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March 11, 1961

Design for a Brain

Author Affiliations

U. S. Army.

JAMA. 1961;175(10):927-928. doi:10.1001/jama.1961.03040100091036

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Abstract

During the past 20 years, research in the behavioral sciences has become increasingly sophisticated. New findings concerning the brain and behavior have forced upon us the unpleasant necessity of reexamining our models. Concepts once useful, such as "the unconscious," "regression," and "motivation," no longer serve to adequately encompass the data. Ashby is a representative of this new order of sophistication in research, as he proceeds to investigate the problem of the brain's orderliness. He accepts, as fact, that the nervous system behaves adaptively and assumes that it is, in its essentials, mechanistic. These two data are approached as not irreconcilable.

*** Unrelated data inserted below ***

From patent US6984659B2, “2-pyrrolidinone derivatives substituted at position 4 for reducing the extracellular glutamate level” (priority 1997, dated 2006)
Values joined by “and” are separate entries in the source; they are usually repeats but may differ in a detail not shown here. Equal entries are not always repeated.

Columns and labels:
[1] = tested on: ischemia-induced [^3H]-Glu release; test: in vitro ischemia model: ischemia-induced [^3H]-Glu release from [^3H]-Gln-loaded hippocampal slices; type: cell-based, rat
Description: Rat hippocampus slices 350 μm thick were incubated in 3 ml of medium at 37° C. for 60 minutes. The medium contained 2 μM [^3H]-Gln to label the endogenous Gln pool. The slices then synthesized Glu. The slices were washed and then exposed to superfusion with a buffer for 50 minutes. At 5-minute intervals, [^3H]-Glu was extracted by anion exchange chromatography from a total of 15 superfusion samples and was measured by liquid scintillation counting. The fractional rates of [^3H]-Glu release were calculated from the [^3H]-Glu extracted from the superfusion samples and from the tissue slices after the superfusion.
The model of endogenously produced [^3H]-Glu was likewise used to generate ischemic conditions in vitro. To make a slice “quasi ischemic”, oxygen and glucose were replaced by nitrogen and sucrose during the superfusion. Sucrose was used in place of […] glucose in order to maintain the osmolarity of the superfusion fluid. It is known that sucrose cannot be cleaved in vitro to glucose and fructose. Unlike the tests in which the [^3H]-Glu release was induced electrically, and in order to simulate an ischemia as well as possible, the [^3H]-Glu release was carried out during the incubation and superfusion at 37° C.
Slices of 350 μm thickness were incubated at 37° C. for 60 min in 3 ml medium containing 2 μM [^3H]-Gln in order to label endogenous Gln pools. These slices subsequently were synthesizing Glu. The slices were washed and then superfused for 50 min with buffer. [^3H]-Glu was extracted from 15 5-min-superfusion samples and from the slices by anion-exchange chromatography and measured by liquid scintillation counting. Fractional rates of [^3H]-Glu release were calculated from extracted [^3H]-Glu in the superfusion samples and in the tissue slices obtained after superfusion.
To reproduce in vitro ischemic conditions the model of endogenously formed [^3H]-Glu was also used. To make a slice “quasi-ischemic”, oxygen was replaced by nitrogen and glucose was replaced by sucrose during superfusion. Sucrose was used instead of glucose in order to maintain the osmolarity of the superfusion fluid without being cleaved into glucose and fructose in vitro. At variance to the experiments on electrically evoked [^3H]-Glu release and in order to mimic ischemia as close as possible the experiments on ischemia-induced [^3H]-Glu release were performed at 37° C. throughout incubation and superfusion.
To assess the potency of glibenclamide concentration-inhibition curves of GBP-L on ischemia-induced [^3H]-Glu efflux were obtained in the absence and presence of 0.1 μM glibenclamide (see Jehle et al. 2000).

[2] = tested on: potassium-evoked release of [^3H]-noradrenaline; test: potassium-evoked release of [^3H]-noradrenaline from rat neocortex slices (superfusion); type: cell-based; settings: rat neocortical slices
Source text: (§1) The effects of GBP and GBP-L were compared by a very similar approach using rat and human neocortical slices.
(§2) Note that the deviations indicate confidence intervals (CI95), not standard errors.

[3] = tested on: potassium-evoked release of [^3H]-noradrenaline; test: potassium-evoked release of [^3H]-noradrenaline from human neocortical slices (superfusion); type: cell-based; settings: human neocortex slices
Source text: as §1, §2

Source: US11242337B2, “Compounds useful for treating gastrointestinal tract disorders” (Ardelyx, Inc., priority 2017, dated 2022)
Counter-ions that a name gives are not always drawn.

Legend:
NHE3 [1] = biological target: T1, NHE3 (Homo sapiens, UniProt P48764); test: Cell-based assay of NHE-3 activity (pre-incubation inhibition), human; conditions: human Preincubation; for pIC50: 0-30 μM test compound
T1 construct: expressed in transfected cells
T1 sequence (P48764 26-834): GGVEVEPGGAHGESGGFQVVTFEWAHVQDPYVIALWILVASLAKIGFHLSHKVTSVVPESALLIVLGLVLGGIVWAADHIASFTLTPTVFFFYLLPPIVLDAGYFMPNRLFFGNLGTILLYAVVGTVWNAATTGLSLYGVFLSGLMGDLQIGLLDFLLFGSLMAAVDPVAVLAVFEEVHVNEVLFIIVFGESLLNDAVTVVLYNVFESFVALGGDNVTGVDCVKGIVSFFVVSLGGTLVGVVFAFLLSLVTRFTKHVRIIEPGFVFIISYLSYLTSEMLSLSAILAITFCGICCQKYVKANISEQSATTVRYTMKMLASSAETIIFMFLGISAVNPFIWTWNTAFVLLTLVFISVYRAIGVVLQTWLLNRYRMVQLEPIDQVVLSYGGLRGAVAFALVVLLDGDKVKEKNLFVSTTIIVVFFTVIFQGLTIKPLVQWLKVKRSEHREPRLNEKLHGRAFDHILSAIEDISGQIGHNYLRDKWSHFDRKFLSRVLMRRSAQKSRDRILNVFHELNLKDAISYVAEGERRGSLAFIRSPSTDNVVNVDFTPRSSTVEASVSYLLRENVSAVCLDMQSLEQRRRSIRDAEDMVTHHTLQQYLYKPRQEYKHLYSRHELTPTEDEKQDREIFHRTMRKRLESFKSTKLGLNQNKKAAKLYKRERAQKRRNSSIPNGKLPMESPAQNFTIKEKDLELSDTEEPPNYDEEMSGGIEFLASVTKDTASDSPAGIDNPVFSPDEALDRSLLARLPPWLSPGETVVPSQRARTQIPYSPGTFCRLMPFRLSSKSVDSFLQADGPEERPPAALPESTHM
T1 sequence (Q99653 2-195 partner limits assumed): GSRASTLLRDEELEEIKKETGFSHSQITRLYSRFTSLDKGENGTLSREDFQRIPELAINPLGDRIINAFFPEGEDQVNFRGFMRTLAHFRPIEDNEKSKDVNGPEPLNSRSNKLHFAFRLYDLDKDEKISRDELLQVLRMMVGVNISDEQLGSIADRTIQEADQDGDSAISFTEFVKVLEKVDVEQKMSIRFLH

From this point, he proceeds to examine dynamic systems from the standpoint of rigorous scientific —dominantly mathematical—logic until he has evolved a theoretical counterpart of brain functioning. He then builds and experiments with a prototype electronic model, which he names the "Homeostat," and tests various aspects of his theories of

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